This essay charts how two important journalists, Alex Haley and Hunter S. Thompson, represent elements of the American counterculture in the 1960s and 1970s, especially in their influential writings about the Nation of Islam, Malcolm X, the Chicana/o movement, and drug culture. By analyzing The Autobiography of Malcolm X, Fear & Loathing in Las Vegas, and Haley's and Thompson's other magazine writings for Playboy, Rolling Stone, and the Saturday Evening Post, the essay argues that Haley's and Thompson's nonfiction prose styles articulate a view of the social world that can now, retrospectively, be described as neoliberalism. The neoliberal style this essay explicates allows for subjects under neoliberalism to inhabit a position that limits politics to the confines of individual entrepreneurialism and consumerism, thus broadcasting politics as not a collective enterprise but instead a set of individual postures and consumer choices.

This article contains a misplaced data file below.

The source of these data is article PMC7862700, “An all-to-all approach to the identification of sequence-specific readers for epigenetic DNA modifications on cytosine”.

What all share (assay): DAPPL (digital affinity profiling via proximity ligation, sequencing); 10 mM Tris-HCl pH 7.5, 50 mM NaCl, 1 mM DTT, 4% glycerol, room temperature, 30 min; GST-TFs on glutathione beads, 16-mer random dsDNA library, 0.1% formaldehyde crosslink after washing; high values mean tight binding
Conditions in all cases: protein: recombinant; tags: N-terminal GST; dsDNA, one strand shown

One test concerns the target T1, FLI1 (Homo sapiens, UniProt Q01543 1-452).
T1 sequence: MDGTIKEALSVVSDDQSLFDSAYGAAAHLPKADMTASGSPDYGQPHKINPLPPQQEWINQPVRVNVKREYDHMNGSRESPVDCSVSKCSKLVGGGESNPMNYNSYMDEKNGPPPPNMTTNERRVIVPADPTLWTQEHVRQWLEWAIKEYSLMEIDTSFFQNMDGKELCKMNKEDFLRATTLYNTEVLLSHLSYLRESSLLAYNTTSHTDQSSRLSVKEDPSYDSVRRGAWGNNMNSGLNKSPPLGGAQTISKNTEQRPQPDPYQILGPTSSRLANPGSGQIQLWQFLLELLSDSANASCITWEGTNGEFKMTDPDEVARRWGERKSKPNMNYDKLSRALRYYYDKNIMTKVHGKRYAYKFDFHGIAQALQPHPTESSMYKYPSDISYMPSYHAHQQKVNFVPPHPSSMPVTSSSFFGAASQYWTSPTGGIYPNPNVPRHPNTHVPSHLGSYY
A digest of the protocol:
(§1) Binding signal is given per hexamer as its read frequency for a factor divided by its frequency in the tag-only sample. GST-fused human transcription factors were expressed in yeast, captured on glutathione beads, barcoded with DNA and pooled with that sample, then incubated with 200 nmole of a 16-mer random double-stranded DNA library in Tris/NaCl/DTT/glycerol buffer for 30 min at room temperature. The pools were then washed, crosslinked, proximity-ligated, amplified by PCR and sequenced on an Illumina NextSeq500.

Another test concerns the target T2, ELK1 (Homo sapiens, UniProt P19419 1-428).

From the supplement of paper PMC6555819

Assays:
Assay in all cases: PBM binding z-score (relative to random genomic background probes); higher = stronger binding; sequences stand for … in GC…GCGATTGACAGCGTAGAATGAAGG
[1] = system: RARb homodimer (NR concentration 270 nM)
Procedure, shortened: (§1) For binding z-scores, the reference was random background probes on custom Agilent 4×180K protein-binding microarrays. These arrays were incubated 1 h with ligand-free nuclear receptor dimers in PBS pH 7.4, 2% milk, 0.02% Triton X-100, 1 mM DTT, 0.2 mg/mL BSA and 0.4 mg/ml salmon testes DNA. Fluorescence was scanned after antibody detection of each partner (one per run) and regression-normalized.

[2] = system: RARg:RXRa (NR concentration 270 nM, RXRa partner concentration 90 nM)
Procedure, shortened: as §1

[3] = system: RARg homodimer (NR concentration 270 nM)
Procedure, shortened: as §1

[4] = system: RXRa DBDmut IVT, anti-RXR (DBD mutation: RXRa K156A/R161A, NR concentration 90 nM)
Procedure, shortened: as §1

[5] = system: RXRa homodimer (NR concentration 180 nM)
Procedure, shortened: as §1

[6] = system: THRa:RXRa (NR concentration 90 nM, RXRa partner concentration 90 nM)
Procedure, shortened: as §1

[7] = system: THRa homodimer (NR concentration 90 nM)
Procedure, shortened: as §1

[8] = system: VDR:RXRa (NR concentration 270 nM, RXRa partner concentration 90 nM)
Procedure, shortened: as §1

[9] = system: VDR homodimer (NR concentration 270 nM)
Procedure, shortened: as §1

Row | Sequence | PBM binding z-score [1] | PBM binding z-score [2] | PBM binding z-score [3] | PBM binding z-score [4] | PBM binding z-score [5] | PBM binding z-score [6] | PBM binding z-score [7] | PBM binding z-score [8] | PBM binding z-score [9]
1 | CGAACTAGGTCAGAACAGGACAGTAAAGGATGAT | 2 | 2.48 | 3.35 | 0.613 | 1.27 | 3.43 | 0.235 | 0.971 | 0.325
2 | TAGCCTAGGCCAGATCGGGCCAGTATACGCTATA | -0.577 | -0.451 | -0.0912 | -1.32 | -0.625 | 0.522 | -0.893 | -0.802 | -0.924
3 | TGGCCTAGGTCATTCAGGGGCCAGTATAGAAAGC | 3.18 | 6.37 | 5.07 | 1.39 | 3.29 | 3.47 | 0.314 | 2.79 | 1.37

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Daniel Worden; Neoliberal Style: Alex Haley, Hunter S. Thompson, and Countercultures. American Literature 1 December 2015; 87 (4): 799–823. doi: https://doi.org/10.1215/00029831-3329602
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